Tag Archives: michael cox

The Higher Powers of Language

I’m currently reading one of my favorites kinds of books: Victorian gothic. I love the genre for its themes of darkness and light, its use of vibrant, elaborate, flowery language and shadowy characters, its expertly woven webs of complexity and intrigue, and perhaps most of all, for the undercurrent of a love for great literature. Victorian gothic novels feature principals that read almost as much as I do, and I find that this addition in character development supplements the storyline in ways that allow for greater intelligence, cunning, and imagination on the main character’s part. In essence, main characters who read make for better reads themselves.

Case in point, a quote from The Glass of Time, by Michael Cox, spoken by the main character’s tutor and remembered, written down, and conveyed to the reader by his pupil, Esperanza Gorst:

If we are insensible to the higher powers of language, then we are but crawling things upon the earth, mutely struggling towards the day of our extinction; but with the proper acquisition and use of language, in all its plenitude, we can contend with angels.

I, of course, immediately copied this bit down as well and haven’t stopped loving it since, and it got me thinking about other favorite novels that profess a passion for books, and I came up with a quick list. I think it’s clear my feelings about books like this, so by nature, these all come highly recommended.

P.S. The purpose of this post is to encourage reciprocal recommendations. Please, indulge me.

Little Women, Louisa May Alcott

Pride and Prejudice, Jane Austen

The Book of Lost Things, John Connolly

The Meaning of Night, Michael Cox

Atonement, Ian McEwan

The Thirteenth Tale, Diane Setterfield

The Guernsey Literary and Potato Peel Pie Society, Mary Ann Shaffer and Annie Barrows

The Shadow of the Wind, Carlos Ruiz Zafon


Budgeting for Books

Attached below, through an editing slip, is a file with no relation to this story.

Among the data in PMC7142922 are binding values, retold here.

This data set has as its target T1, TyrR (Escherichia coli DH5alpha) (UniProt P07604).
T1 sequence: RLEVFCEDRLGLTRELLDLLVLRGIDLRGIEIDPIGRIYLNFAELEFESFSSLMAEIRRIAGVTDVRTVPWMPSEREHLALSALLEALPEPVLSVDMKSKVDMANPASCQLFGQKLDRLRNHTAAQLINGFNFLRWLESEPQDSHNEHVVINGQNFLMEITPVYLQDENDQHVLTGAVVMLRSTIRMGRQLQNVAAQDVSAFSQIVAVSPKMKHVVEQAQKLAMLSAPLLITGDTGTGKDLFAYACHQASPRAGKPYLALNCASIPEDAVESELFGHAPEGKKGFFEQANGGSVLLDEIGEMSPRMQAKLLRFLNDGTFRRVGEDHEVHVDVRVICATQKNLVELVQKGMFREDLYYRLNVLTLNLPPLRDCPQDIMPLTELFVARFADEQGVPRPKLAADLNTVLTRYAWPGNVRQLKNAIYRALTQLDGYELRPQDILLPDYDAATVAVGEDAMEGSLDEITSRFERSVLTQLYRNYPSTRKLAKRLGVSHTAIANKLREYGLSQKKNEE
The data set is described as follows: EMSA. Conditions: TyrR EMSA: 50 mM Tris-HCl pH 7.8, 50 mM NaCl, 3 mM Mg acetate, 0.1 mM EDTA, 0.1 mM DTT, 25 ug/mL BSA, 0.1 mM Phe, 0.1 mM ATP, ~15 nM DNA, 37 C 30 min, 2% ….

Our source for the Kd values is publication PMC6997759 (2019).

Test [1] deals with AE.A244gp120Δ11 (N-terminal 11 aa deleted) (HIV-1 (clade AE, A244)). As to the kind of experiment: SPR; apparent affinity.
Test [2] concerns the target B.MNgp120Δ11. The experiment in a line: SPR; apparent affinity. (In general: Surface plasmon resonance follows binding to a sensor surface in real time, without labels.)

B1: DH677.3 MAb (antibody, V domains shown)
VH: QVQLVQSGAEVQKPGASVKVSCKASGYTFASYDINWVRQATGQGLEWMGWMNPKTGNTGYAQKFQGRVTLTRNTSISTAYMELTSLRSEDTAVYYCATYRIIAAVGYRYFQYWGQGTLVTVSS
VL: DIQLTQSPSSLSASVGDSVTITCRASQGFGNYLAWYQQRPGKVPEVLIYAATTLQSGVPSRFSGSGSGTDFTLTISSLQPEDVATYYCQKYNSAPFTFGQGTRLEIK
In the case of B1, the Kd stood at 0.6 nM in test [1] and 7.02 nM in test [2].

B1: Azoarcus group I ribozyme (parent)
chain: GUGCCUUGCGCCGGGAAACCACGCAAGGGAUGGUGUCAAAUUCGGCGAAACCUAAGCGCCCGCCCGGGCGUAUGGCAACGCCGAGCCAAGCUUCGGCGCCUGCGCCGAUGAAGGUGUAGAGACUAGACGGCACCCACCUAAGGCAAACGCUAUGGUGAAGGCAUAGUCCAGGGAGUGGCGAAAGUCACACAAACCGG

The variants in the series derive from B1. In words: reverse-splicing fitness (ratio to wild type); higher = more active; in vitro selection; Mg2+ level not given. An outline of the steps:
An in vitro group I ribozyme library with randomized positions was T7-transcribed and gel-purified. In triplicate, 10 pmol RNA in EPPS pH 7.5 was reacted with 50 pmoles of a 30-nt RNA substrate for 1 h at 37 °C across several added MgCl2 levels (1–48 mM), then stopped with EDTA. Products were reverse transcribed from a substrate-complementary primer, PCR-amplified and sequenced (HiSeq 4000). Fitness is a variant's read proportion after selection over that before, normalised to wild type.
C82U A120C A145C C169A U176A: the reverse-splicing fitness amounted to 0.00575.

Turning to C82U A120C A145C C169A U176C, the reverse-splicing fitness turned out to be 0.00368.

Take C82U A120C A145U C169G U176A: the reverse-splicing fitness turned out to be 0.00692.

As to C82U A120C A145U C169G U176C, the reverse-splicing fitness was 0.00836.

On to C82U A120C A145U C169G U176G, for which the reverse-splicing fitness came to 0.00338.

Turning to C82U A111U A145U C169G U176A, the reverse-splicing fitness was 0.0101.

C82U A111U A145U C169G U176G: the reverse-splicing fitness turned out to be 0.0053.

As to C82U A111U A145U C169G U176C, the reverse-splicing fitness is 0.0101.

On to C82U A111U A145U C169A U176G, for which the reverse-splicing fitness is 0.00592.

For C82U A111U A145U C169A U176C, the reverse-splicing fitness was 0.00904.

A couple of weeks ago, I had the very good fortune of landing my first full-time job. So now, I’m 23, I’m single, I’m healthy, I’ve been out of school for 6 months, I have a nice little freelance business, and I’m settling into new job. I have rent and bills to pay, of course, but other than that, my financial responsibilities are relatively few. And with a new salary to go with my new job, I can finally enjoy the ability to choose how and where I spend my money. I used this realization as a moment to prioritize. Do I care more about saving my money or having a killer wardrobe? Would I rather go on trips or update my apartment’s furnishings? Do I want to go out and buy drinks or do I want to stay in and buy books? And really, all of these things are things on which I spend (or don’t spend, in the case of saving) my money. But I was able to boil at least one of those decisions down to this: a book and a six-pack of reasonably priced beer (or a decent bottle of wine) are about the same price, and once a week, I would gladly give up one six-pack (or one bottle) for the opportunity to build my personal library.

My personal library, and the constant expansion of it, is important to me becuase the larger my collection gets, the more of a discussion topic it becomes. I like talking about books and lending them and debating their endings and using them to answer questions or conjure new ones. I like reading books more than once; I like looking at them and remembering the time in my life that I read them; I like having them all around me. There is great comfort to me in knowing that anyone who might stumble upon my apartment or even just my belongings, now or much later from now, would be able to conclude without a doubt that this girl had a great and profound relationship with literature and the written word.

All that being said, I still had to choose two books to add to my collection, to correspond with my first two weeks on the job. I felt it was only appropriate to go with one fiction and one non.

sequel to The Meaning of Night

The first fiction addition to my library was an easy pick: The Glass of Time, by Michael Cox. I recently finished Cox’s first novel The Meaning of Night and was absolutely blown away by the intricacy of the storyline, the carefully chosen language, the detail in the descriptions, the elaborate world in which the story takes place, and the wonderfully dark characters that inhabit it. It is post-authentic Victorian gothic literature at its very best, in my opinion; therefore, I just had to have the 20-years-later sequel on my shelf as well. And I’m very much looking forward to reading it.

turn of the century, my fav

And for my nonfiction selection, I went with a work that I’ve heard and read much about: The Devil in the White City, by Erik Larson. One of the blurbs I read about it said that this book is “nonfiction that reads like fiction,” which is always good news to a reader who, like me, almost universally prefers fiction over nonfiction. This book also has quite a few other elements that promoted it to the top of my list: turn of the 20th century time period, architecture, the Chicago World’s Fair with its famous white buildings and first-ever Ferris wheel, as well as a the story of one slippery murderer. I always read such brilliant reviews of Larson’s works, and I figure his best known should be my introduction to his works.

I think I’m starting off with some solid choices, but as always, I welcome new suggestions and recommendations.